I am not taking sides in this matter, but trying to explain why it is important to so many and we are all watching how the government reacts to it.
I understand why ranchers burn. I have talked about it here. Kids, Cows and Grass has talked about it here and here. Even the Pioneer Woman has a post about how important burning pastures is for ranchers and how much she likes it. Flat Aggie learned about the importance of a back fire which is what I understand the Hammonds did to protect their lands from a wildfire. Often, a backfire is what is used to stop a wildfire. My husband has done this several times in wildfire situations. It certainly was justifiable and the only thing that could stop this fire.
Seriously, take a few minutes to read at least one of the posts to understand the importance that prescribed fire for ranchers across the country. We use it every year on some of our acres. We use backfires to stop wildfires and most of the time they are more effective that any amount of water we can dump on the fires. Wild fires are hard to control and are usually in extremely rough conditions where fire trucks can not go.
The one item that I have seen all week that finally put things into perspective for me was this video of Greg Walden, a representative from Oregon, who addressed the U.S. House of Representatives on the situation. Mr. Walden wrote some of the laws that the Hammonds "broke" and Mr. Walden asserts that the laws are not being implemented as the intent of the law stated. I would think that someone who wrote the laws would know the intent of the law. (The video is 24 minutes long. If you don't have that much time, scroll to the next interview.)
I agree with him that I don't agree with the protest and the armed takeover, but I do think they are frustrated more than I can imagine. They feel they had to get America's attention in some way. Full time farmers and ranchers makeup less than 1% of the United State population which makes it difficult for us to fight issues and let our customers (the entire United States and many in other countries) know what is really affecting our businesses.
Here is the followup questions asked by Lou Dobbs on Fox News:
The senior judge in the trial stated that the sentence of five years should be considered Cruel and Unusual Punishment for setting a backfire and another fire that burned a total of 140 acres and adjusted the sentences as he saw fit. Unfortunately, the law did not allow him to adjust the sentence and the Hammonds were sent to jail for five years last week, even though they had already served the original sentence and paid the fines that were assigned to them. This leaves 2 wives to manage the family ranch while their husbands are in jail (one of them is in his 70's.)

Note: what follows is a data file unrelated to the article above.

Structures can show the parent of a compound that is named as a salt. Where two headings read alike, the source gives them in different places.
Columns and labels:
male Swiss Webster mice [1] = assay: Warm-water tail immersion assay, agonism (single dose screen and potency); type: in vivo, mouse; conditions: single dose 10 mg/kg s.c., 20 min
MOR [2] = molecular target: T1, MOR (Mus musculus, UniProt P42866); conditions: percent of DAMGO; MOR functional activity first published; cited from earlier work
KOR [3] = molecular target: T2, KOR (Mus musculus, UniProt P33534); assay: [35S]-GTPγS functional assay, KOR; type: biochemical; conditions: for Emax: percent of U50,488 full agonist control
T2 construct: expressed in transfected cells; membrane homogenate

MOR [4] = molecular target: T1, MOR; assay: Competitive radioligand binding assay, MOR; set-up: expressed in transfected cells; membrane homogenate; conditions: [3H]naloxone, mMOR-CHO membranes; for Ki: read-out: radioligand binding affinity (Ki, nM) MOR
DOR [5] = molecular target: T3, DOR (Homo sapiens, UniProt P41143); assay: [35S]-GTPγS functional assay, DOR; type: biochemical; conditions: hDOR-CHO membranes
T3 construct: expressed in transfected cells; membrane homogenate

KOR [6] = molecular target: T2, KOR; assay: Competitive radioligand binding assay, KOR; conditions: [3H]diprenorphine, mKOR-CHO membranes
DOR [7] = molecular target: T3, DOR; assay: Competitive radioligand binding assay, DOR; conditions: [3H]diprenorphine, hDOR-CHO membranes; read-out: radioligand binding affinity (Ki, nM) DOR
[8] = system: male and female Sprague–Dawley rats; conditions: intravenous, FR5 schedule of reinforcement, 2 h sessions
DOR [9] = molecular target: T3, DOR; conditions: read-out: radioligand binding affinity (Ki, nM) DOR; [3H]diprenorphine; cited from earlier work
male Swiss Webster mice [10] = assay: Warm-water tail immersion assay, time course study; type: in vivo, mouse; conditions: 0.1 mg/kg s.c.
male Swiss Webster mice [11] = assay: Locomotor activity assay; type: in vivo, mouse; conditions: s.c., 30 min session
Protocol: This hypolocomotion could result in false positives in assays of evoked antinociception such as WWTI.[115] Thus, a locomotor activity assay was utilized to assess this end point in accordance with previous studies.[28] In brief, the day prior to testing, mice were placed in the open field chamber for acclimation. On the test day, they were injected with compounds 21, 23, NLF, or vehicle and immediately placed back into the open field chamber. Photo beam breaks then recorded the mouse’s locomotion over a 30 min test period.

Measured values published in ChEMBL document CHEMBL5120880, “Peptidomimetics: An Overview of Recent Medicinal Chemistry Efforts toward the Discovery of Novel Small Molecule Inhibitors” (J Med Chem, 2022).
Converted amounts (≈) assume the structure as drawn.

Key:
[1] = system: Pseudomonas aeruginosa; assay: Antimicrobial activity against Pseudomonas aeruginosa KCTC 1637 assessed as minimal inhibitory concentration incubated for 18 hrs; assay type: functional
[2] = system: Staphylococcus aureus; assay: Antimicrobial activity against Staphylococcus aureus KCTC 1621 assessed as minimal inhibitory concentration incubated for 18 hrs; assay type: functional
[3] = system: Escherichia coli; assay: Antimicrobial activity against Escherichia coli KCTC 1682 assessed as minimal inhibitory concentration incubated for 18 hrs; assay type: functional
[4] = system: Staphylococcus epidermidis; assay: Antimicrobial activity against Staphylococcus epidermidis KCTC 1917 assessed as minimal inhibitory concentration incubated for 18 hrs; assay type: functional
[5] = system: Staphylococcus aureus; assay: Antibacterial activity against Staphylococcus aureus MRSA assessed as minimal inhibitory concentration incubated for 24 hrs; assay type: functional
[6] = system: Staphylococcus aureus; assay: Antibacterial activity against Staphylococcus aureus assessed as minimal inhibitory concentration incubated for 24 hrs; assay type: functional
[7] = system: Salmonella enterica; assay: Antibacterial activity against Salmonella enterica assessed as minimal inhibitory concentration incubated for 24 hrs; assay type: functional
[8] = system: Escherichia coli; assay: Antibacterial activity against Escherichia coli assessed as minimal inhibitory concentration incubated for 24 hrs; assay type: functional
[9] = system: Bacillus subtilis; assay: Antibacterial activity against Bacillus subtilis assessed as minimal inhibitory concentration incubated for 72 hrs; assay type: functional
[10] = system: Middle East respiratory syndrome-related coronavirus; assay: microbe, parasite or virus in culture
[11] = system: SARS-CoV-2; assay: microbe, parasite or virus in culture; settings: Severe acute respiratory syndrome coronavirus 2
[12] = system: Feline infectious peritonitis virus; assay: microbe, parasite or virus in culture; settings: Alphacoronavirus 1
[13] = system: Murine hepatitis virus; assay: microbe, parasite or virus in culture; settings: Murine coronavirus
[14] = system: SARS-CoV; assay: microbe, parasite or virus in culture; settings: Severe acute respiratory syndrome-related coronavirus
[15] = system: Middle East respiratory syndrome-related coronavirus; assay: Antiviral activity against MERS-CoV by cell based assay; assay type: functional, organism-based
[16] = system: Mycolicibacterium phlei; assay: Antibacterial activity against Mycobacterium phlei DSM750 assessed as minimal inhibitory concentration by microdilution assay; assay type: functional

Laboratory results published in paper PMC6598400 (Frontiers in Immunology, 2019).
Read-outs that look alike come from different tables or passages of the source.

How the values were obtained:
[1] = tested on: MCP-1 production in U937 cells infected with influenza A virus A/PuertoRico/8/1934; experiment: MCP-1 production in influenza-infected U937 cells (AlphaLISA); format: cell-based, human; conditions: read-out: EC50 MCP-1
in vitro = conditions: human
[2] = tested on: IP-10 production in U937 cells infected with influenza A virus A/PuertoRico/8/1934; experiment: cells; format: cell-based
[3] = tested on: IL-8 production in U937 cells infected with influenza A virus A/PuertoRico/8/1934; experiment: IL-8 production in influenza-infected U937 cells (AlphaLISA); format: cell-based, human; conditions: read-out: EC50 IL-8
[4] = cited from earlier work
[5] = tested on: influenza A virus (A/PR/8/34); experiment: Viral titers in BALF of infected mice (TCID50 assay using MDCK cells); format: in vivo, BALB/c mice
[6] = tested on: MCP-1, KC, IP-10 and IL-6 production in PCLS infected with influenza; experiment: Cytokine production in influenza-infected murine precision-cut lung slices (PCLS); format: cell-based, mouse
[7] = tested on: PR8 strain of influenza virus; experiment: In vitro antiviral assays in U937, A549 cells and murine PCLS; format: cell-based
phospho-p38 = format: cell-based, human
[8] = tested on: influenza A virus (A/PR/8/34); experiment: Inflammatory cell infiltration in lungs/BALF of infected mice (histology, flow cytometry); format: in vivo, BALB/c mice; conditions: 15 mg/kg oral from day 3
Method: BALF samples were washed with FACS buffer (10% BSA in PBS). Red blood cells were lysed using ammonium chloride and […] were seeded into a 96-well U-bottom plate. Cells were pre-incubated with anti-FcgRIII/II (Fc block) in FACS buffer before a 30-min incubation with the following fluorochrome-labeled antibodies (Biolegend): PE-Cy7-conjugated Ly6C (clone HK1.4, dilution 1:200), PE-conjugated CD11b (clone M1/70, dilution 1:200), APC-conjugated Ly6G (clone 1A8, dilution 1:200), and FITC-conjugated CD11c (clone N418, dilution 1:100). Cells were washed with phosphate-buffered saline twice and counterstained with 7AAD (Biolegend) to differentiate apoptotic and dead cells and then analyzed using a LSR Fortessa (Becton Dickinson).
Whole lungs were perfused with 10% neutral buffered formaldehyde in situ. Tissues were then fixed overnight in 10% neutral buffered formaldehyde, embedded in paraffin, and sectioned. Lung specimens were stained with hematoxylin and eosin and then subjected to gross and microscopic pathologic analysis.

Do I understand everything that has gone on? No, and it is possible no one will ever know everything that happened.
Do I agree with the armed take over? No, but I see everyday how the American consumer does not understand how their food is produced on farms across the country and have no way to understand the issues that we face everyday.
Do I understand BLM agreements and working with the government for grazing lands? No, but this rancher does on the Washington Post.
Do ranchers going to jail for setting fires that they felt was the right thing to do at the time scare me? Absolutely YES, as it does the South Dakota Stockgrowers in this post!
Does this worry me about our ability to continue to manage our properties as we see fit with the guidance of university research? Yes.
This issue isn't just about getting a couple of guys out of jail. This issue is scaring the few people in America that produce food and makes us wonder if the government really wants us to stay in business and use science based research to run our farms and ranches.
-A Kansas Farm Mom